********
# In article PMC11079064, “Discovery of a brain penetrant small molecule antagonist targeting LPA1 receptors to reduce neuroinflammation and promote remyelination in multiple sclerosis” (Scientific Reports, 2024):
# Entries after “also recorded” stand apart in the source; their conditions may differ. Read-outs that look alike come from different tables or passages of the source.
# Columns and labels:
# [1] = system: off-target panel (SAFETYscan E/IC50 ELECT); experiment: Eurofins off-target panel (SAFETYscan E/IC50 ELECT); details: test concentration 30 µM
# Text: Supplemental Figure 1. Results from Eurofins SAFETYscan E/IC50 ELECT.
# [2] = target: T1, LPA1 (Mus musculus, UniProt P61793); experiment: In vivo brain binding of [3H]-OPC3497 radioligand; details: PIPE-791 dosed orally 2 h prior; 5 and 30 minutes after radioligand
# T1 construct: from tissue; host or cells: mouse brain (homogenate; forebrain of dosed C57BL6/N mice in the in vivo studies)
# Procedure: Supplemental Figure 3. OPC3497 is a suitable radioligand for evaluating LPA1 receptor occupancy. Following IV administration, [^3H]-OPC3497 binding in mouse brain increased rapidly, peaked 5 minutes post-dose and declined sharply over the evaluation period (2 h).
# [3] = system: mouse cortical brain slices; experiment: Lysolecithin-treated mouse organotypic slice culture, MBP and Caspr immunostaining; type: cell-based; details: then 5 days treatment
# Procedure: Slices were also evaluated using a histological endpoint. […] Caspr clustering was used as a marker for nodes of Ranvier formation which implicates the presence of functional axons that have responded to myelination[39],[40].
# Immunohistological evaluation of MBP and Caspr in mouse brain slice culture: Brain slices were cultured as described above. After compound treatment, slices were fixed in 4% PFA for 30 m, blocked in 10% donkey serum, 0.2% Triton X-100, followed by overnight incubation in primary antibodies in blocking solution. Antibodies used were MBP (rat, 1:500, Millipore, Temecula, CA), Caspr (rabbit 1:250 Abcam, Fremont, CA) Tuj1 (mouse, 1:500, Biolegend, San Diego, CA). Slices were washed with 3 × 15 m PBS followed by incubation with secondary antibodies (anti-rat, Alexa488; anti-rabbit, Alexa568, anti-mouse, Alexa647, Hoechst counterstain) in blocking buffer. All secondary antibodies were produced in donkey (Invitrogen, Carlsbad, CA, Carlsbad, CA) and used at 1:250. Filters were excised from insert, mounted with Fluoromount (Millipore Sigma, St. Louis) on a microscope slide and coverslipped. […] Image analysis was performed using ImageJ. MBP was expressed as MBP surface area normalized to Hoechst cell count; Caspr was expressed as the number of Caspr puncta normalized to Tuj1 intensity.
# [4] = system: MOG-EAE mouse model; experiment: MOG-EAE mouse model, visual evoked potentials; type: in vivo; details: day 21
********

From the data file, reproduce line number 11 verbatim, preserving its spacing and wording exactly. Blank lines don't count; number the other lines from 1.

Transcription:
# Immunohistological evaluation of MBP and Caspr in mouse brain slice culture: Brain slices were cultured as described above. After compound treatment, slices were fixed in 4% PFA for 30 m, blocked in 10% donkey serum, 0.2% Triton X-100, followed by overnight incubation in primary antibodies in blocking solution. Antibodies used were MBP (rat, 1:500, Millipore, Temecula, CA), Caspr (rabbit 1:250 Abcam, Fremont, CA) Tuj1 (mouse, 1:500, Biolegend, San Diego, CA). Slices were washed with 3 × 15 m PBS followed by incubation with secondary antibodies (anti-rat, Alexa488; anti-rabbit, Alexa568, anti-mouse, Alexa647, Hoechst counterstain) in blocking buffer. All secondary antibodies were produced in donkey (Invitrogen, Carlsbad, CA, Carlsbad, CA) and used at 1:250. Filters were excised from insert, mounted with Fluoromount (Millipore Sigma, St. Louis) on a microscope slide and coverslipped. […] Image analysis was performed using ImageJ. MBP was expressed as MBP surface area normalized to Hoechst cell count; Caspr was expressed as the number of Caspr puncta normalized to Tuj1 intensity.